# CT transformers - how is 180 deg out of phase achieved?

Discussion in 'Electronic Basics' started by billg, Apr 12, 2004.

1. ### billgGuest

I've got a your typical small wall wart transformer that takes 110 VAC
and produces 13 VDC. The secondary winding is center tapped and uses
diodes/capacitor to provide DC - something like this

How is it that the legs/coils off the center tap on the secondary
winding are 180 degrees out of phase? Is it the exact placement of
the center tap, turn ratio, or transformer construction? Does the
same apply for multitapped transformers?

Bill

2. ### John PopelishGuest

Each turn on the transformer produces essentially the same AC
voltage. The phase of that voltage depends on which direction that
turn uses to surround the common magnetic field. If the windings
continue to wrap around the core in the same direction after the
center tap connection point is reached, than the voltage continues to
develop in the same direction. Instantaneously, this is similar to
having a stack of cells (batteries) all turned the same way. If you
make a connection to the middle of the stack, then one end of the
stack is positive with respect to that point and the other end of the
stack is negative. That is just another way of saying that the two
ends of the stack are 180 degrees out of phase with each other.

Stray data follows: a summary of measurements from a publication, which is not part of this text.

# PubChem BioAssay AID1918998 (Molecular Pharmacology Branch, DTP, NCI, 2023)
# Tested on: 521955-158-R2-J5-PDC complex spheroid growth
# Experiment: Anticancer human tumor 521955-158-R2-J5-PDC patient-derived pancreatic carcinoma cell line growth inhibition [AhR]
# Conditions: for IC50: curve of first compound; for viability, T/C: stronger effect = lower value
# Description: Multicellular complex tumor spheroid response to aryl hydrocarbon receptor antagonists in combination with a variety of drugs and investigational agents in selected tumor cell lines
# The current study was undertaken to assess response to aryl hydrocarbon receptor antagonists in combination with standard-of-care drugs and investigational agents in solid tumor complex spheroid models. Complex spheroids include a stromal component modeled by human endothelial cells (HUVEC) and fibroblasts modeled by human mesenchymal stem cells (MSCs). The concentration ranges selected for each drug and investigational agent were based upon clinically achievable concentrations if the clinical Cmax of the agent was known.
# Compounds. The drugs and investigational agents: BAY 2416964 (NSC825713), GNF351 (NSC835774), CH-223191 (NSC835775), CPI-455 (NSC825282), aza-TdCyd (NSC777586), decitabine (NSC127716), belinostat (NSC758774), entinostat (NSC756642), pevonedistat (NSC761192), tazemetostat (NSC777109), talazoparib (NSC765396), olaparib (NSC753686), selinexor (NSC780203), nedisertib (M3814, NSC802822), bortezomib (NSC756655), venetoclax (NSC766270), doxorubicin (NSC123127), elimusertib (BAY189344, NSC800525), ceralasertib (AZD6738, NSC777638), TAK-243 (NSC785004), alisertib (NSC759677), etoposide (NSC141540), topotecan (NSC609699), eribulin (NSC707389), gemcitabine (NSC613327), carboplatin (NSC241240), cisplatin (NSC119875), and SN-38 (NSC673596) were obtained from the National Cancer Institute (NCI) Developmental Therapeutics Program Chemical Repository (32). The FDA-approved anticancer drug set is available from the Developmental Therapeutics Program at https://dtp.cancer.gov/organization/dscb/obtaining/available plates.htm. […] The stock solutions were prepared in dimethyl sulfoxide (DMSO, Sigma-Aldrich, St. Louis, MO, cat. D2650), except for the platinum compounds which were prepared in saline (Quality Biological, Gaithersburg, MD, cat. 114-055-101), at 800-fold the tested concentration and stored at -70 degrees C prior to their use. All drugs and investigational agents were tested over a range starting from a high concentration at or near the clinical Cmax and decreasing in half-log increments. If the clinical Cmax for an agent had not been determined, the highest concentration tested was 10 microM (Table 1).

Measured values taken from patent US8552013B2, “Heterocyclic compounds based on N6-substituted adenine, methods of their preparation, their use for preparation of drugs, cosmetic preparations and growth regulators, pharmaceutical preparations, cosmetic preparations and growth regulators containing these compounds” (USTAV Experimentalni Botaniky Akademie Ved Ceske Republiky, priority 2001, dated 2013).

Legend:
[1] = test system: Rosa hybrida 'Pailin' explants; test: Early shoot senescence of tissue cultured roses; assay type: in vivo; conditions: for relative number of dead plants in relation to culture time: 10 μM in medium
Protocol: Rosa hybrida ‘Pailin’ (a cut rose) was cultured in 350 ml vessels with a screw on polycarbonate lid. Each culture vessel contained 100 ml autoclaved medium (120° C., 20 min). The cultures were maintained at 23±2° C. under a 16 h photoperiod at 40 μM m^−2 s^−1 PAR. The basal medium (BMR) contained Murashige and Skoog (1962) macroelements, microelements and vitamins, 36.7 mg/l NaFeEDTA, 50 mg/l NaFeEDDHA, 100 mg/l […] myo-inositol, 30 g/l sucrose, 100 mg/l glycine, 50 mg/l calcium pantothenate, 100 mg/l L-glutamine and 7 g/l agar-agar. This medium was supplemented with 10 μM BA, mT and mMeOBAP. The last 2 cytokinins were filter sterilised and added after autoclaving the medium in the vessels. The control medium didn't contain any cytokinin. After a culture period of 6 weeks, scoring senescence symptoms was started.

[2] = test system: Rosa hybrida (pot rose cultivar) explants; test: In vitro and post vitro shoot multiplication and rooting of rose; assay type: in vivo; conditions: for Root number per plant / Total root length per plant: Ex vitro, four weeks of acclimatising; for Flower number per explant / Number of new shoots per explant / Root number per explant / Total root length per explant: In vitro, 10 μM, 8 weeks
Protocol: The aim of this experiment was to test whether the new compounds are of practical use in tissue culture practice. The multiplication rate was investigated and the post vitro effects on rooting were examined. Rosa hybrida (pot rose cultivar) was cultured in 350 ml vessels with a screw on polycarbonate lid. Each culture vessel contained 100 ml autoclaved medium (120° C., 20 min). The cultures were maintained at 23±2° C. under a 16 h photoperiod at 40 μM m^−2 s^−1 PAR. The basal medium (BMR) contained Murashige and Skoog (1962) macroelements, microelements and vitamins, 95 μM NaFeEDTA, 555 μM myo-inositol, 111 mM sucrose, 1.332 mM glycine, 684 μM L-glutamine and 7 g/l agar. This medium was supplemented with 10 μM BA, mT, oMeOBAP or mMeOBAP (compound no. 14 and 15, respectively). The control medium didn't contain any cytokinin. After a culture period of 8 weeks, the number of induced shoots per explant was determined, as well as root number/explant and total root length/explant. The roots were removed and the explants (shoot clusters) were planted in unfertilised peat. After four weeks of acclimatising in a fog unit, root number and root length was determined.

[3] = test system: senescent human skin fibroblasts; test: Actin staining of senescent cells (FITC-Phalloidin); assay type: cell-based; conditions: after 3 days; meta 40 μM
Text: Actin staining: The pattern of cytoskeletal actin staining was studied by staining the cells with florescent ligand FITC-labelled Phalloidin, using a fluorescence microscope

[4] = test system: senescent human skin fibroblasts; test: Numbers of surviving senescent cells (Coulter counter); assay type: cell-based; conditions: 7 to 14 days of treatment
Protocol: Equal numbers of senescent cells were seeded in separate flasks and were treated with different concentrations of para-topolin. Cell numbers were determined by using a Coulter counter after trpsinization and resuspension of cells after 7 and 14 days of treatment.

Another analogy for a center tapped winding is a see saw. With
respect to the center point, one end has to go up (positive height)
when the other end goes down (negative height) if the see saw is rigid
(constant slope versus length = constant volts per turn).

3. ### John - G0WPAGuest

i.e The winding doesnt change direction at the centre point, from end to end it
may be 100vac. So the center tap will be at the 50v point. measuring center to
one end will thus give +50vac, and to the other end, -50Vac. Try it with four
batteries, negative probe of your meter between batteries two and three, and
youll see it measure +3v at the top end, and -3V at the bottom end. Your
negative then is at the 0v point!! ...a 6 volt center tapped supply, without
you reversing the direction of any batteries, windings are the same in a
transformer.
....John.

Drop the QRM from my addy to mail me...

4. ### billgGuest

Thanks for the replies. I did come across the following link that

Bill

5. ### Rich GriseGuest

They're not. They're simply the inverse of each other. There is no
phase shift, just a polarity inversion.

Cheers!
Rich